Maine is an extraordinary state for rockhounding. The State is well known for its pegmatites and related gemstones. The pegmatites (course-grained granites) located in western Maine have yielded an abundance of gem quality minerals including tourmaline, aquamarine, beryl, topaz, spodumene, morganite, smoky quartz, rose quartz, and amethyst. Maine is famous for its tourmaline. In addition, at least five meteorite falls have been documented in Maine.
State Rocks, Gemstones, Minerals, Fossils, & Dinosaurs
Rockhounding Tip: Knowing state rocks, gemstones, minerals, fossils, and dinosaurs often can be very useful information for rockhounders. Ordinarily, states with significant mineral deposits, valuable gemstones, fossils, or unusual or significant rock occurrences will designate an official state mineral, rock/stone, gemstone, fossil, or dinosaur to promote interest in the state’s natural resources, history, tourism, etc. Accordingly, such state symbols often are a valuable clue as to potential worthwhile rockhounding opportunities.
State Mineral: Tourmaline (1971)
Maine designated Tourmaline as its state mineral in 1971. The name comes from the Sri-Lankan word turamali, which was used to describe early gemstones. Tourmaline actually describes a variety of minerals with similar crystal structures that vary in composition and color. Two species of the tourmaline group are widespread in the igneous rocks of southwestern Maine. A black, iron-bearing tourmaline called schorl is Maine’s most common tourmaline. Elbaite, a very colorful but less common variety, is a lithium-bearing tourmaline that forms beautiful crystals in pink, green, blue, or combinations of these colors. Maine, along with California yields beautiful gem grade tourmaline. Maine tourmaline occurs in various colors. There is even a “watermelon” variety with a green outer layer surrounding a pink core. Some Maine specimens rival the best tourmaline from California, Brazil, and the Himalayas. The first major tourmaline discovery in Maine occurred in 1820 at Mount Mica in Paris. The famous story of the discovery by two boys exploring the local countryside was related by Augustus Hamlin in his 1895 book entitled "The History of Mount Mica." Many other tourmaline deposits have been found in Maine over the years. Sharp crystals of black tourmaline are widespread in pegmatites of Oxford, Androscoggin, Sagadahoc, and Cumberland Counties. The colored crystals occur mainly in Oxford County and the Auburn-Poland area. It is curious that the best gem-producing localities lie on a straight line extending southeastward through this part of the state. In 1972 a spectacular series of large tourmaline pockets was opened at the Dunton Mine in Newry. Many fabulous red and green crystals were found, including the ten-inch “Jolly Green Giant,” which is now in the Smithsonian’s National Museum of Natural History in Washington, D.C. Tourmaline, because it is strongly piezoelectric (a property where electricity flow is controlled by changes in pressure) is used in the manufacture of pressure gauges.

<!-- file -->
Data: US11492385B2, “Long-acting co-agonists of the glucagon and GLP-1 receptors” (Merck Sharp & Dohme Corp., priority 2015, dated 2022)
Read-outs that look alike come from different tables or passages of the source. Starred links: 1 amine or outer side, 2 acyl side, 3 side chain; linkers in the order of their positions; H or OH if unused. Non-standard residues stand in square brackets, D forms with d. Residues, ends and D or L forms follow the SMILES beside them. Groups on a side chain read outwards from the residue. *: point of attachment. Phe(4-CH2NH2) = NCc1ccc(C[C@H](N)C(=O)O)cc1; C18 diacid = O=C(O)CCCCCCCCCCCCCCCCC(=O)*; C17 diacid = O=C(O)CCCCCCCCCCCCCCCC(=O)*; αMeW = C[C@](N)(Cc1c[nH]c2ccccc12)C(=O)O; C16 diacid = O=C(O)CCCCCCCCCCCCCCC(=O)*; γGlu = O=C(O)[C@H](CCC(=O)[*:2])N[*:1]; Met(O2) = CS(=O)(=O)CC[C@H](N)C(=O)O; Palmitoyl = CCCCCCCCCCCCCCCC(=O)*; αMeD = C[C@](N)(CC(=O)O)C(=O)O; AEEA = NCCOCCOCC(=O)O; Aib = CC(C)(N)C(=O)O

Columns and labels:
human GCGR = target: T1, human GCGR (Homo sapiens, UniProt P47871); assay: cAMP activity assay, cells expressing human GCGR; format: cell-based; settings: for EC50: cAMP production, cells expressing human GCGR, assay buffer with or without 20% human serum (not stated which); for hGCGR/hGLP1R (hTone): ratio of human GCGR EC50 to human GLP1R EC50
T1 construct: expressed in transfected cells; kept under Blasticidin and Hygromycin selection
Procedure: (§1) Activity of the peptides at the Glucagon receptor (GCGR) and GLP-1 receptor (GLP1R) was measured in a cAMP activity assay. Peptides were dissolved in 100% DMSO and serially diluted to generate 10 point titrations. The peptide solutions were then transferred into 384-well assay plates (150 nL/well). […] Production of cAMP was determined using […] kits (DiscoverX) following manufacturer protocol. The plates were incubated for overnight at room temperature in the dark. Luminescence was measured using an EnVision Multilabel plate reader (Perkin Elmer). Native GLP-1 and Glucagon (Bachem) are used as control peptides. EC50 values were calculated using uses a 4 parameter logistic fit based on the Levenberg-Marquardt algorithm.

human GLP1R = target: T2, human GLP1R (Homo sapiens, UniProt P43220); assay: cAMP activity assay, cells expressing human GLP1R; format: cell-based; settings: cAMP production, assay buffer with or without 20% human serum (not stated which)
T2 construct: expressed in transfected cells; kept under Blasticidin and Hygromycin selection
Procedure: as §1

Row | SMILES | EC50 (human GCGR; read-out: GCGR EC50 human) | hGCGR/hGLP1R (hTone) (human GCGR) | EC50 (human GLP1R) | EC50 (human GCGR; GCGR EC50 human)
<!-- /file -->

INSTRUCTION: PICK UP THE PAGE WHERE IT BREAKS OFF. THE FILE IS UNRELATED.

Fossil: Pertica quadrifaria (1985)